You know that relaxed, slightly euphoric feeling you have when you leave the tanning salon? It's not just in your head. Believe it or not, tanning is on the growing list of addictive behaviors.

If you tan in a salon, you're not alone. More than one million Americans seek that day-in-the-sun look year-round. Many people believe that using a tanning bed is safer than tanning in the sun, and that a base tan from a tanning bed protects them from sunburn. The tanning salon industry is happy to reinforce this message.

The truth is, tanning beds may actually be worse than the sun. Tanning beds and sun lamps produce primarily ultraviolet-A (UVA) radiation, a probable human cancer-causing agent. In a 1994 study, the American Cancer Society reported that people who began using tanning beds when they were 35 or younger increased their risk of melanoma, a deadly form of skin cancer, by eightfold. More recently, the Dartmouth Medical School found tanning bed users to be 2.5 times more at risk for squamous cell skin cancer and 1.5 times more at risk for basal cell skin cancer.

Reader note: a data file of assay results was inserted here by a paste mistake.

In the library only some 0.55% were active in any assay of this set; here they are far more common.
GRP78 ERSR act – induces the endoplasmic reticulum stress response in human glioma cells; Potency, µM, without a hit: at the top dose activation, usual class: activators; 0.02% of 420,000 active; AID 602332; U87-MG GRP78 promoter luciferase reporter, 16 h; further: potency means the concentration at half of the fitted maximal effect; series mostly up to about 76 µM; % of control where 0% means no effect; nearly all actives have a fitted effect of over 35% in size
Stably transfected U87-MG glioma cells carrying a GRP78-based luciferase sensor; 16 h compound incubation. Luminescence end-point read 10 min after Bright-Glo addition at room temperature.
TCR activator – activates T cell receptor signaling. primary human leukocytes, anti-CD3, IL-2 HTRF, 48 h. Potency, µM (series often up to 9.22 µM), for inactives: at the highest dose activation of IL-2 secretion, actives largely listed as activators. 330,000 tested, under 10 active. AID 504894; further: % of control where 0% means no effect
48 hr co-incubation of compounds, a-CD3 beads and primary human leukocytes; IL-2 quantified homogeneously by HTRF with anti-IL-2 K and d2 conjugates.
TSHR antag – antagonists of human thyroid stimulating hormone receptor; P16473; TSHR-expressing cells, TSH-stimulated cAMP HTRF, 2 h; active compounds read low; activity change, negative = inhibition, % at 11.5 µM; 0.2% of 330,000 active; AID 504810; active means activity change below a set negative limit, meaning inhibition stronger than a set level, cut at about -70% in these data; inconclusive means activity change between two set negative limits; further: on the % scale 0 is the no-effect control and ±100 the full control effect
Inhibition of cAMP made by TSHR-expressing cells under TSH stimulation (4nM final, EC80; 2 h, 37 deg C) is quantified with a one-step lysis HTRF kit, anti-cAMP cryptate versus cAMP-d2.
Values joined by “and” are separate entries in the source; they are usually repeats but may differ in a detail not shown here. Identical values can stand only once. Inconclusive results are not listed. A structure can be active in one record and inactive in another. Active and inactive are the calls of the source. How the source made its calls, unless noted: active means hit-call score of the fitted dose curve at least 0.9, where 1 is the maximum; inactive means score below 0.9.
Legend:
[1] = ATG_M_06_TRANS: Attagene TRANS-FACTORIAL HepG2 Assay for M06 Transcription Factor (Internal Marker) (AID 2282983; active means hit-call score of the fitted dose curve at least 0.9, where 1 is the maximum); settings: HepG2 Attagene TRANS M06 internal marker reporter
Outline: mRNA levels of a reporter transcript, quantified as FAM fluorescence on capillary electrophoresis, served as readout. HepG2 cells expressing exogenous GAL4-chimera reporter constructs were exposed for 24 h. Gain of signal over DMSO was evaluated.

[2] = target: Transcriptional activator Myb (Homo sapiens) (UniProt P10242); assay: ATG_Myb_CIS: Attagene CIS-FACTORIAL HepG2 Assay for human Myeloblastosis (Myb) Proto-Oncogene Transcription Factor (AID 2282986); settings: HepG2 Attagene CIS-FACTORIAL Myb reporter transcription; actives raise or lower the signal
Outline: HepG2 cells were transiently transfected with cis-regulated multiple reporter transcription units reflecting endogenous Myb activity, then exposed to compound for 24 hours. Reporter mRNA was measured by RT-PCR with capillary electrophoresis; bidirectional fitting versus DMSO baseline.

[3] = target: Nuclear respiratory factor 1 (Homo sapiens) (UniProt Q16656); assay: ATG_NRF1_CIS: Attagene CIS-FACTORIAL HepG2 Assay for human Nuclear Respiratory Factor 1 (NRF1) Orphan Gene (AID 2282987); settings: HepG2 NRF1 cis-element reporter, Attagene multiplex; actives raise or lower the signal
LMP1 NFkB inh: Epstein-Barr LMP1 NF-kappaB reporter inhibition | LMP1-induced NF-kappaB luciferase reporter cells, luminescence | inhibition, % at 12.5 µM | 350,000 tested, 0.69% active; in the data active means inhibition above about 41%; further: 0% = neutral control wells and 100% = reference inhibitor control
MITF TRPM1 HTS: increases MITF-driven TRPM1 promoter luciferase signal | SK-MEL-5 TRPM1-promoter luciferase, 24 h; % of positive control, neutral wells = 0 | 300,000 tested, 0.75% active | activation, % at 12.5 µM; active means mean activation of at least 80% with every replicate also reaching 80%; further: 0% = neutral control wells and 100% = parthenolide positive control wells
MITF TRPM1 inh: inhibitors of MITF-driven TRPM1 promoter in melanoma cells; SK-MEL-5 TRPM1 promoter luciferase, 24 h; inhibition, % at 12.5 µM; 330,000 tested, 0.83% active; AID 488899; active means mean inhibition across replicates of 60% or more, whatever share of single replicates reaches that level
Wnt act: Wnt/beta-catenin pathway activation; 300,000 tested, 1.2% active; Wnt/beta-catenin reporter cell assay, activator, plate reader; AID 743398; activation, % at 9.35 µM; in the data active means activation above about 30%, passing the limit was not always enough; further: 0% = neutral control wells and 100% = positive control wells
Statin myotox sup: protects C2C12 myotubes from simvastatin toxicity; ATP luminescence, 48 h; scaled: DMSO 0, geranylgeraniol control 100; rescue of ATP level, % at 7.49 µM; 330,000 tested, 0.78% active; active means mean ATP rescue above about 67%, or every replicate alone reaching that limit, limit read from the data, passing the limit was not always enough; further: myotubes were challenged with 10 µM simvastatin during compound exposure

Five percent of the rays emitted by tanning beds are UVB rays, which cause sunburn. Exposure to UVB rays also leads to enhanced mental health and reduce symptoms of Seasonal Affective Disorder, Premenstrual Syndrome and depression.

Despite widespread warnings of the link between tanning and skin cancer, people continue to flock to the beach and to tanning beds. Researchers have discovered that many of these dedicated tanners are physically drawn to tanning.

When you tan, your skin gives off endorphins, the same substance released when you drink or get high. Endorphins make you feel good. In studies, when tanners took drugs that blocked endorphins, they experienced withdrawal symptoms. Popular culture has even created a new word to describe this phenomenon: tanorexic.

If an increased risk of skin cancer does not cause you to reconsider your tanning bed habit, consider this: tanning salons are poorly regulated and the few regulations that do exist are not enforced. In one report, the average tanning salon in North Carolina exceeded FDA (Food and Drug Administration) limits by 95 percent.

Tanning beds are addictive and significantly increase your risk for skin cancer. If you want a tan, consider using a fake tanning product. They are effective and considerably safer.